Once back in the exam room, the doc informed me he had only written ONE recommendation for a soldier to be returned to active duty in his 30 year career of doing these evaluations.  He told me I would be his second, and that he “could do nothing else but recommend me for reinstatement to active duty”.

It took from then til this past Friday, 22 June 2012, to receive this narrative summary… almost 2 full months later.  My liaison, in the mean time, told me they had til July 1st to get my board packet completed.  This leads me to believe the “expedite” on my eval was for naught, as this would have been the original timeline anyhow… So if you ask for an expedite, while it may seem like things are moving ahead of schedule, be prepared to be stuck in the old time-frame.

This is the narrative summary written by my doctor that will go before the board.

DIAGNOSIS:  Normal examination.  I advised that I could not exclude his ability to return to duty today based on examination, physical performance of running for nearly 1o mins without observable sequelae.  There is always a risk that he will have some future issue with his hips especially regarding the radiologic reporting of minimal early degenerative changes in the hips.  If there is a reason to have TDRL exam to support returning to duty, he would meet criteria today by virtue of clinical exam.  For his PEB considerations, I see no reason to keep him on TDRL status and would support a return to duty.  He should continue to wrap up his training to run and should cross train with swimming or cycling to develop supporting musculature as much as possible.  No limitations are recommended as would be a normal orthopedic recommendation at this point in any setting.  It should be noted that he as no osteoarthritic symptoms.  I discussed all findings and answered all questions extensively today with the exception of his radiology interpretation, which was not available at the time of his departure.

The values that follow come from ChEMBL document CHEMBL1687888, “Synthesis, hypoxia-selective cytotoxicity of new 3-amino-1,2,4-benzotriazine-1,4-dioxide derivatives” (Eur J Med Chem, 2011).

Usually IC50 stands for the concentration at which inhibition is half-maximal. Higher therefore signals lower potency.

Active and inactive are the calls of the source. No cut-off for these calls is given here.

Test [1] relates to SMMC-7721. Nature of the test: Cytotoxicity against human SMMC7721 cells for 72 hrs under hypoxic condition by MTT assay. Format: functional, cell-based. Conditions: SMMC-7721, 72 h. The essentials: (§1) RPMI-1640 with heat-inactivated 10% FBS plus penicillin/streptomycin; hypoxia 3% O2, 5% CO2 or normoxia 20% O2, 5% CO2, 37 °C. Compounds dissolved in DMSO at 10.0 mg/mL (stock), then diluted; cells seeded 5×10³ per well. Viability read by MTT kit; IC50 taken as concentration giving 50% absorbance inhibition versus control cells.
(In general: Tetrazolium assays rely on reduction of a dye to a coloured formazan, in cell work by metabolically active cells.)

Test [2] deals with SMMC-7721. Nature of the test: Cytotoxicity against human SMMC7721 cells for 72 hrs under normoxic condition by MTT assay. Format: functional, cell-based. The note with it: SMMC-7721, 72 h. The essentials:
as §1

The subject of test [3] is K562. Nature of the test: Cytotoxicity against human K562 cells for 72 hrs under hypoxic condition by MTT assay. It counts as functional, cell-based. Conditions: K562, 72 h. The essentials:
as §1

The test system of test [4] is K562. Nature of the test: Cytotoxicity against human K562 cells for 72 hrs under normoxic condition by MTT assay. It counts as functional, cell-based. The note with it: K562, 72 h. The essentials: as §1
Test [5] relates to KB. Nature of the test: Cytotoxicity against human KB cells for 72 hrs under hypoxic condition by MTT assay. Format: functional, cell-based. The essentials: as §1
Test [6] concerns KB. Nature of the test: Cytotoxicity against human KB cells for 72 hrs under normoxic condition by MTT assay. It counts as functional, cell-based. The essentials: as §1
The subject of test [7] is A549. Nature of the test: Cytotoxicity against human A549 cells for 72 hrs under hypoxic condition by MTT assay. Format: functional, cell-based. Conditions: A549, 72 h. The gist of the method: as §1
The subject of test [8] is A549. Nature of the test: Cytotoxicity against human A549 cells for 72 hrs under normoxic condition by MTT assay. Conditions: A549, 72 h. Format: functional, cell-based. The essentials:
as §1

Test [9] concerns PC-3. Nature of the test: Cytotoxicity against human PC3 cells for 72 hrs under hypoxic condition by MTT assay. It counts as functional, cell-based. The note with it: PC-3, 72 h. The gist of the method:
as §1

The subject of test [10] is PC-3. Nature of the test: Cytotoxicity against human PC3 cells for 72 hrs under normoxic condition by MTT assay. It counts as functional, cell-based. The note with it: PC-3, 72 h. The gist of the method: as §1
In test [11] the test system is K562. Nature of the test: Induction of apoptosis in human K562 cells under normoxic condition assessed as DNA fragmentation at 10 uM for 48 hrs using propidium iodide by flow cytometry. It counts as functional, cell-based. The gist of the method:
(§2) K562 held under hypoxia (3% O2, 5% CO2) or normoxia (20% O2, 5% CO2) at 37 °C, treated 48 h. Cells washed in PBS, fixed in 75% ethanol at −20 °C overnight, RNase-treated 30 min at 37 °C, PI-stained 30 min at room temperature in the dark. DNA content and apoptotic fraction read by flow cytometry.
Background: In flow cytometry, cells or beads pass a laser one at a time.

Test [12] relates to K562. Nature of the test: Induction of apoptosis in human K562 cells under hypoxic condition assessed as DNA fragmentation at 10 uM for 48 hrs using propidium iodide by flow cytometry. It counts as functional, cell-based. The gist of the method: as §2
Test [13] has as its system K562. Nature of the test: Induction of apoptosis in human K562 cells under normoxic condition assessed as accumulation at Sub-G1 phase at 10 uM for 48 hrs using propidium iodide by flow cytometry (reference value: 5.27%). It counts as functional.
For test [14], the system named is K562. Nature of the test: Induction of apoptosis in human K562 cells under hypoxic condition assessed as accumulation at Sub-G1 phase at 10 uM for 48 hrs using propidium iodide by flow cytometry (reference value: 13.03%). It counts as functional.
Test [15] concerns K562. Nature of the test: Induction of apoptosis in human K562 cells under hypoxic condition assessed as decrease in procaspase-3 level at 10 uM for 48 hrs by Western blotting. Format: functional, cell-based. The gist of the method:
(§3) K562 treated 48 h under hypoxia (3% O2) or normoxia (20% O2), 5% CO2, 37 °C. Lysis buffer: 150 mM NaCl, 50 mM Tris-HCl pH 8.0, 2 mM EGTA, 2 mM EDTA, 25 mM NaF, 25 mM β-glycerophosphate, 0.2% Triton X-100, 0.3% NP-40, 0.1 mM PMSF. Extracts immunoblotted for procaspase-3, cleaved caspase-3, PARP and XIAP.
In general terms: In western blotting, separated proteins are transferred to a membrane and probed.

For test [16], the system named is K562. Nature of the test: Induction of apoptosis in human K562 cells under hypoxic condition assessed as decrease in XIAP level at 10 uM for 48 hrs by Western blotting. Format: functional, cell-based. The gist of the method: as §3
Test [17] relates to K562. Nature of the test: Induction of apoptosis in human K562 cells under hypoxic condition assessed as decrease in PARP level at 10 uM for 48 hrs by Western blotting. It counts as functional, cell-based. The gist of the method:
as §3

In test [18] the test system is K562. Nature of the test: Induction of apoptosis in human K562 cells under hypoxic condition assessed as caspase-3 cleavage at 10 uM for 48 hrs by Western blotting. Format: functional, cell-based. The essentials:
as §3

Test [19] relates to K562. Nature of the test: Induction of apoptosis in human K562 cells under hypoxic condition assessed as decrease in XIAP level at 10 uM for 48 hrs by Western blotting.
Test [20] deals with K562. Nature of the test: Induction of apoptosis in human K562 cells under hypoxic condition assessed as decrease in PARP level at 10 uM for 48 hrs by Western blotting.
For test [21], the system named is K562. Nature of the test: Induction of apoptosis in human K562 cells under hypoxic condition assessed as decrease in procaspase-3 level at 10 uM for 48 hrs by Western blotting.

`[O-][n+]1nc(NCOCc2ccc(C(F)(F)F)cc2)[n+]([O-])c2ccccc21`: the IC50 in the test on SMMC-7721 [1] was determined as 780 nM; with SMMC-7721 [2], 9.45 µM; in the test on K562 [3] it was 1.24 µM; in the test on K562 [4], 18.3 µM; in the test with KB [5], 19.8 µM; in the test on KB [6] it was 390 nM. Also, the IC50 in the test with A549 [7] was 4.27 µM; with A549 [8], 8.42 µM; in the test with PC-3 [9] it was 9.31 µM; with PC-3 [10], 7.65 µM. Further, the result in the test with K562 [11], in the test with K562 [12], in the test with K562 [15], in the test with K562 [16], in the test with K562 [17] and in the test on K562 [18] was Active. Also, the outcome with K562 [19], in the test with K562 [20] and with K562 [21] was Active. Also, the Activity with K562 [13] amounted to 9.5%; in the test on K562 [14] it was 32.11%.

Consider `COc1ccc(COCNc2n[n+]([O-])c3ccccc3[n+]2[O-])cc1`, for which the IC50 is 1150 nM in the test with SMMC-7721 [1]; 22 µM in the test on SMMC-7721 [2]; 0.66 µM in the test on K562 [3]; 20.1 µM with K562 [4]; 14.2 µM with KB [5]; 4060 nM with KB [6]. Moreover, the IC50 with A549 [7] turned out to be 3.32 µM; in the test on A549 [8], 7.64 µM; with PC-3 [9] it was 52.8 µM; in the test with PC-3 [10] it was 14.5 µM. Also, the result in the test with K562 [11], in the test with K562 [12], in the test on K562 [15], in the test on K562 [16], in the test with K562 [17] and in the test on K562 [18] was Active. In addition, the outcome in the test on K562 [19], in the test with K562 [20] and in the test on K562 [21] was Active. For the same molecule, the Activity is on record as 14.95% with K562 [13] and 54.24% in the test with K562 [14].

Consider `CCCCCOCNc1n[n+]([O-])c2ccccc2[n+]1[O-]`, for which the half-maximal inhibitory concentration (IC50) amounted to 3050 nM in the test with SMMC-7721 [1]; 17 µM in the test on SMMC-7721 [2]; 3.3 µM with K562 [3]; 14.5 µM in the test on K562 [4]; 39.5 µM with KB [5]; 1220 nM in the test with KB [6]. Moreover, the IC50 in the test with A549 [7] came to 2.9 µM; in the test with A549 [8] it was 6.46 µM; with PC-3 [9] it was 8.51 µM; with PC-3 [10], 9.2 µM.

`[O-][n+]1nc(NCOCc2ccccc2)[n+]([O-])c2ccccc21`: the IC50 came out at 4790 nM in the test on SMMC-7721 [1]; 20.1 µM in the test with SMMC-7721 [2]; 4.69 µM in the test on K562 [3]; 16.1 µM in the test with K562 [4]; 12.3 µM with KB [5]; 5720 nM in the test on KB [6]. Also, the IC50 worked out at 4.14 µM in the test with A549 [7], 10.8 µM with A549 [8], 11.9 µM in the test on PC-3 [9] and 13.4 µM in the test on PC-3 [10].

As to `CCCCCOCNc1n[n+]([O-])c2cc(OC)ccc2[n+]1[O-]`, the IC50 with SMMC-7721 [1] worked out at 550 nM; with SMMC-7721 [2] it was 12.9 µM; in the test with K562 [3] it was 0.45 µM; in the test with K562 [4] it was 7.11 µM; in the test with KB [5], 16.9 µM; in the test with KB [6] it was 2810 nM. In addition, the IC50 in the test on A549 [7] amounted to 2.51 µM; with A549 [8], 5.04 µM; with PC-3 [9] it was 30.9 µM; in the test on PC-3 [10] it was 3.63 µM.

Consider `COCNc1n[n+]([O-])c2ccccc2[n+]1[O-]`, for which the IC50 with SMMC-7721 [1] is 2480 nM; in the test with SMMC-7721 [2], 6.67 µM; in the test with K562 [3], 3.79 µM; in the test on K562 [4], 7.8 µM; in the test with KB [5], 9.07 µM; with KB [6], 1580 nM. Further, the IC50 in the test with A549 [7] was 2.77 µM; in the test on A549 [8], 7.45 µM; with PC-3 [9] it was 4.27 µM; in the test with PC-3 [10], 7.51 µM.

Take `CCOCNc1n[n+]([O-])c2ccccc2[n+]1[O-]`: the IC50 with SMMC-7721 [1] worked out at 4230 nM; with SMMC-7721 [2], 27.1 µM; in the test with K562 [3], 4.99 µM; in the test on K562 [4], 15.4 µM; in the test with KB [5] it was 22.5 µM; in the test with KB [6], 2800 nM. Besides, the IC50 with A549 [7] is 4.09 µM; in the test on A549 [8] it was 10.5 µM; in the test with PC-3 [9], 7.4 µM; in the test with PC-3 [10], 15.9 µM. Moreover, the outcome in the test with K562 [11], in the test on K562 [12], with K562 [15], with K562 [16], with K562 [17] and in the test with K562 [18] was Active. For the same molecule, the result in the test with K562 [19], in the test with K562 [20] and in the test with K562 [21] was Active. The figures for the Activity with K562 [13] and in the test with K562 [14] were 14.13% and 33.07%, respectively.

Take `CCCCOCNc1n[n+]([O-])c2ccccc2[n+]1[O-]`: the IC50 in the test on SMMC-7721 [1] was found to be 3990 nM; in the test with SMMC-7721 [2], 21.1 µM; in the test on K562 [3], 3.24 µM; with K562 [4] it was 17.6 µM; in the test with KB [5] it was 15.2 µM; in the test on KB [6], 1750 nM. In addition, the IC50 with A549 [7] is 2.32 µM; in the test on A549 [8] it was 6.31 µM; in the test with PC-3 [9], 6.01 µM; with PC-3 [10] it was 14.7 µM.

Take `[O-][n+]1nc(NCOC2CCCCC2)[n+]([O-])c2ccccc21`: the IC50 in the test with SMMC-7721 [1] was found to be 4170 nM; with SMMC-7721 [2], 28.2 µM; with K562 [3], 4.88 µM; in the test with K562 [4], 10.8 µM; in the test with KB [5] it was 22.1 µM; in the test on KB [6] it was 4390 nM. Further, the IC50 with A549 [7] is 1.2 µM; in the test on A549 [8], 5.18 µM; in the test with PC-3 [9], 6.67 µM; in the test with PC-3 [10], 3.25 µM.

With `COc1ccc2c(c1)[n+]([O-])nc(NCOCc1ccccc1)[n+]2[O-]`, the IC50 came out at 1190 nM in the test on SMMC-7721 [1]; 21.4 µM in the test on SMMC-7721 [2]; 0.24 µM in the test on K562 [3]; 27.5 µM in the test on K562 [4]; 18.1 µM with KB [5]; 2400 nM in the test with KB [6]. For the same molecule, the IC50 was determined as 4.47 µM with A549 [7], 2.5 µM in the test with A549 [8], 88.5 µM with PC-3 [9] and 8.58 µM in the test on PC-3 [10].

I signed off on this documentation, agreeing with the findings, and the packet will go to Ft. Lewis, WA this week for review.  I was told to expect 30 to 45 days.

I will update this blog when I get a response.

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Brief History

I was medical boarded and placed on TDRL December 28th, 2008, for bi-lateral femoral acetabular hip impingements.  Since then, I received operative care by the Denver VA, University of Colorado Orthopedics, and the Kansas City VA.  I’ve had 1 non-invasive surgery, 2 invasive surgeries (in which they inserted 3 bone screws in each femur), and 2 more non-invasive surgeries a year later to remove the hardware- the last of which was Sept of 2011.  After the last surgery, I underwent intensive physical therapy to rehabilitate my hips and regain my full range of motion.  The process was long and painful, yet today, I am pain free.  I still get some minor soreness occasionally, but nothing more.

I am back to full running and no limitations on weight bearing or any activity.  My recovery has been fully documented by the VA and the rehabilitation/physical therapist.  I was rated by the VA at 40%.

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First TDRL Evaluation – May 2010

My first of my required TDRL evaluations actually occurred in between my 2nd and 3rd surgeries.  I explained the evaluating orthopedics doctor at Ft. Carson, CO, that I had only had 1 hip operated on and still needed additional surgeries.  I asked to be retained on TDRL for more time while I had the remainder of my operations.  I stated that I eventually wanted to be reinstated to active duty.

Two months later, I received my request and was retained on TDRL.